Envisioned as a lobby lounge for high-rollers at the MGM Grand in Las Vegas, Teatro opened in July 2004 with an eye-catching blend of lighting and projection to enhance fiery interiors, designed by Adam Tihany in a cool, silver dome. “It looks as if a spaceship has landed in the lobby of the hotel,” says Ron Morissette of Realisations.net in Montreal, creators of a wall of imagery featuring 120 glass bottles (with the back third sliced off) embedded into a red, laser-cut steel wall.
Behind each bottle is a ViewSonic video monitor, with computers running Dataton Watchout software to project images seen through the glass. “A series of images evoke the message-in-a-bottle mystery, and there are also dream-like images of what might go on in your mind when enjoying the temptations of fine wine and spirits, as well as memories and things far away in time and space, from your youth or your past. It's subliminal,” says Morissette. “The idea was not to create a drive-in movie with a big wall of projections, but rather a non-literal background to everything else going on in there. It's very sensual imagery.”
A second layer of images is projected on the front of the bottles via four Christie LX45 and four NEC T260K projectors that cover the top of the wall and the lower section with columns. “These images link together the visual dialogue on the wall,” says Morissette. “It also allows the MGM to project corporate images for special events.”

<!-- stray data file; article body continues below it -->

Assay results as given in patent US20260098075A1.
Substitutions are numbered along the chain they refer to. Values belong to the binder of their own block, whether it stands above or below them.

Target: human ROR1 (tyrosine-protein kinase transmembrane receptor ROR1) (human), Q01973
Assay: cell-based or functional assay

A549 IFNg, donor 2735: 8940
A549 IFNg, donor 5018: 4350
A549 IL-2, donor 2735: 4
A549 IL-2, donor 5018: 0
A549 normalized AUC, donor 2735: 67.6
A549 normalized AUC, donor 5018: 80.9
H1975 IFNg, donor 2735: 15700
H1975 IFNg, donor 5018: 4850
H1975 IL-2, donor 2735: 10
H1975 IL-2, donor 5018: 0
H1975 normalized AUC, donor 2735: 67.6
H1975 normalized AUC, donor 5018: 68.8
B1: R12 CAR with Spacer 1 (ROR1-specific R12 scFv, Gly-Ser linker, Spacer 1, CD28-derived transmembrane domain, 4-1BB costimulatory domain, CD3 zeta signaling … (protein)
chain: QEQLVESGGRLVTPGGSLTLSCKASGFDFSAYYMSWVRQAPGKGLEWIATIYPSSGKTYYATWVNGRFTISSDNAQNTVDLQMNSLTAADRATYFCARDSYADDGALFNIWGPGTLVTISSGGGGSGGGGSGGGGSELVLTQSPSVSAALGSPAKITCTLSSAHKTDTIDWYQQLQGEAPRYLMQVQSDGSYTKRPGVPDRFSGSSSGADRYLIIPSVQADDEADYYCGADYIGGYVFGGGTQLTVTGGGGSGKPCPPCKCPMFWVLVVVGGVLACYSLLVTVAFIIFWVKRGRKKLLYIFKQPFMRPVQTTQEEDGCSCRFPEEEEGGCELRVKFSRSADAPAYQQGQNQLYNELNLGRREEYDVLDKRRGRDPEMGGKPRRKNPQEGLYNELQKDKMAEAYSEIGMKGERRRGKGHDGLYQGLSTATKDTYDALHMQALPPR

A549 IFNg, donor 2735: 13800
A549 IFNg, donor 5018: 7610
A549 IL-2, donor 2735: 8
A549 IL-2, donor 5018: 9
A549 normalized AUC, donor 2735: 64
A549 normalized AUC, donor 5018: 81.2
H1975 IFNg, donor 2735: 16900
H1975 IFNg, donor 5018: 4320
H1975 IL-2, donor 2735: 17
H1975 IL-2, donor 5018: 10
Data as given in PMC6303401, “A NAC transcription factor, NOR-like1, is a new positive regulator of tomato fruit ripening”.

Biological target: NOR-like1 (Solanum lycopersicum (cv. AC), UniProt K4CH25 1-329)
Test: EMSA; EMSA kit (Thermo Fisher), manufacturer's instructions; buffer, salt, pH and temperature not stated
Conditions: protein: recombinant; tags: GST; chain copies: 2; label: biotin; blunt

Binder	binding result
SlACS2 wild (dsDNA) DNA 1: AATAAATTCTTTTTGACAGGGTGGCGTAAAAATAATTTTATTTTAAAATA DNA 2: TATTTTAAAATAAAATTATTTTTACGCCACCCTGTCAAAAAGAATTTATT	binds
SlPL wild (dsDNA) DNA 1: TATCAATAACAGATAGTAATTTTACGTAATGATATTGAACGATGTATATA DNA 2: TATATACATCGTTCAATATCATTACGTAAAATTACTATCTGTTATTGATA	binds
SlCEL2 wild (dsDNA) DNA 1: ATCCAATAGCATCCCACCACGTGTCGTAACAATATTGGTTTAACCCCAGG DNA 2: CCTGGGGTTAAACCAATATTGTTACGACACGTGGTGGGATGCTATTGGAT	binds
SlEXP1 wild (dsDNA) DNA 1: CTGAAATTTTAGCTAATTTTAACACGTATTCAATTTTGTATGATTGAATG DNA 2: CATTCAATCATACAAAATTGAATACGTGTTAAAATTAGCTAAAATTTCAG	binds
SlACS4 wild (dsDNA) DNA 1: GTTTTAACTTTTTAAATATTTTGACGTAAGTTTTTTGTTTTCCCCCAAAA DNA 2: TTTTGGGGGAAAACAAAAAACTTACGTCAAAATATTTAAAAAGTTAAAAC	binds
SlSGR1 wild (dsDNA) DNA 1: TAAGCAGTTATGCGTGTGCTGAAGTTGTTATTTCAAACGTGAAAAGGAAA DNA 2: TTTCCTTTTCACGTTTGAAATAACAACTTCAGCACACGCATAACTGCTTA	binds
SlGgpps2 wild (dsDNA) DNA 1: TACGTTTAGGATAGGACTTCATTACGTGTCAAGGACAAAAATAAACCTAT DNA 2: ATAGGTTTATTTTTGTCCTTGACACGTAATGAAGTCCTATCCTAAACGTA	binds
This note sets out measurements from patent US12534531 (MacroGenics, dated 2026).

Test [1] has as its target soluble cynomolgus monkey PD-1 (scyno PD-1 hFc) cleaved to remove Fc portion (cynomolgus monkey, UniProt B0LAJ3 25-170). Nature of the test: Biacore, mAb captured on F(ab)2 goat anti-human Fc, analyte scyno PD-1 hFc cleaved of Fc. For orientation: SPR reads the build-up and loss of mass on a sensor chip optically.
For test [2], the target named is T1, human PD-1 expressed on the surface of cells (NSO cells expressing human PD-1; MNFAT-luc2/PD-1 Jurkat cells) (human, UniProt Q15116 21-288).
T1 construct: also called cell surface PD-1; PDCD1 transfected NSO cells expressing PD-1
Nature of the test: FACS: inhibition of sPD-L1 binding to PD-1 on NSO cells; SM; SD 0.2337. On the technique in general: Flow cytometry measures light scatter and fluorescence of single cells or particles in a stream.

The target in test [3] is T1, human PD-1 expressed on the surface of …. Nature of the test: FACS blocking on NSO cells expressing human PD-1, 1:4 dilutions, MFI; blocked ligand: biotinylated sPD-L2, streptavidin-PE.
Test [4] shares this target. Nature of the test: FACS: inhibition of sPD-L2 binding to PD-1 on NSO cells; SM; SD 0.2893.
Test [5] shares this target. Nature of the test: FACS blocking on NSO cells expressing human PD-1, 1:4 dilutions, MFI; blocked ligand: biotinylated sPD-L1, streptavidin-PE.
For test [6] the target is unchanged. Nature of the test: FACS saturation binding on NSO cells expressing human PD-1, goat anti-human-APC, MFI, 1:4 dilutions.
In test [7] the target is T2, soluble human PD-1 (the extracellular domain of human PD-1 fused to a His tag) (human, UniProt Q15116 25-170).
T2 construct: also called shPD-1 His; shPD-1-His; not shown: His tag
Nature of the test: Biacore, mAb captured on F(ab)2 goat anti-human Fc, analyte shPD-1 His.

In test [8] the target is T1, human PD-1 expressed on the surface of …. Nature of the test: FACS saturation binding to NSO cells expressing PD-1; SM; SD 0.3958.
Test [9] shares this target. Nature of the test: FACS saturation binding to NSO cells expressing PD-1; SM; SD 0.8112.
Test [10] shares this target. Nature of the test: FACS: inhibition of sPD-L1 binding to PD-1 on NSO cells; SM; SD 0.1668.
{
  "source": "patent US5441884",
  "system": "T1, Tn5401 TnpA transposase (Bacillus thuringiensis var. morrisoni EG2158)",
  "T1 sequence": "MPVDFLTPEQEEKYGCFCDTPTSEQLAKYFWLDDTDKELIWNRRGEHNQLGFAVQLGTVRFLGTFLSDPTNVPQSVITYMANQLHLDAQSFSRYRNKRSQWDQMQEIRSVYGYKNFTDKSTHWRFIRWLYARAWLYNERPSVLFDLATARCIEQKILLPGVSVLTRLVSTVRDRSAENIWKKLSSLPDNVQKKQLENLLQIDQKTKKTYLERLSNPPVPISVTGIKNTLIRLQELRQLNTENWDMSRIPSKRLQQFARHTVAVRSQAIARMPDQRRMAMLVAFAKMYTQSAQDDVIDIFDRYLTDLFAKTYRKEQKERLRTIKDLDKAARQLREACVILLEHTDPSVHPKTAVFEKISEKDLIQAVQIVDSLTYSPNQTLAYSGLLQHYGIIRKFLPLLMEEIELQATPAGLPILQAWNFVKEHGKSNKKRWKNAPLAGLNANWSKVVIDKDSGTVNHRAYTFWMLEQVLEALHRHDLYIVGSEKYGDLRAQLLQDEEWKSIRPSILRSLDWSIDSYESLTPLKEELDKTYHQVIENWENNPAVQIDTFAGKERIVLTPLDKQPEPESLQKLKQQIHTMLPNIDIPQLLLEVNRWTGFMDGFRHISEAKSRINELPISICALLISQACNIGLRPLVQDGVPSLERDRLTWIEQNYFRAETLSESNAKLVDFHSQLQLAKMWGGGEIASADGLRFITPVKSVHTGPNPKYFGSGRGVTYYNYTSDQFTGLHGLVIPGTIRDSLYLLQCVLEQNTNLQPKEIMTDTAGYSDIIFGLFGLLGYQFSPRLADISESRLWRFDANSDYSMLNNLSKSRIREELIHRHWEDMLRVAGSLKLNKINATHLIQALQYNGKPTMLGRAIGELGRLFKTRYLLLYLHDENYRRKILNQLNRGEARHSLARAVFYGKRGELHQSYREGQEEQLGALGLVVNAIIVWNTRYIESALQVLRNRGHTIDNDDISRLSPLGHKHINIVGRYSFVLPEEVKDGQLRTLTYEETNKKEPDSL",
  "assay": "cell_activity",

The idea of visual messages is carried through into the lighting with kinetic words moving around the perimeter of the room, behind red leather banquettes, via an LED signage unit. “It's like flickering candlelight behind you but with messages,” says Paul Gregory, of Focus Lighting in New York, whose firm designed the lighting, with Dave Billings as project manager and Mike Cummings as LD. Realisations.net created the LED messages whose content is about desire and intriguing meetings.
Additional LEDs, from Lamina, add an amber glow to the tables. To avoid having the tables attached to the floor or long cords, the LEDs run on battery packs that charge during the day when the space is not in use. Recessed MR16 floor lights by Exterieur Vert add glow to a rail between the bar and seating area. The bar itself also glows, thanks to Belfer linear ALR strip lights in the fascia. The ceiling is lit with recessed MR16 Kurt Versen downlights. “The look is very sexy and sleek,” says Billings. “It's a dark space with lots of points of interest in the lighting and images.”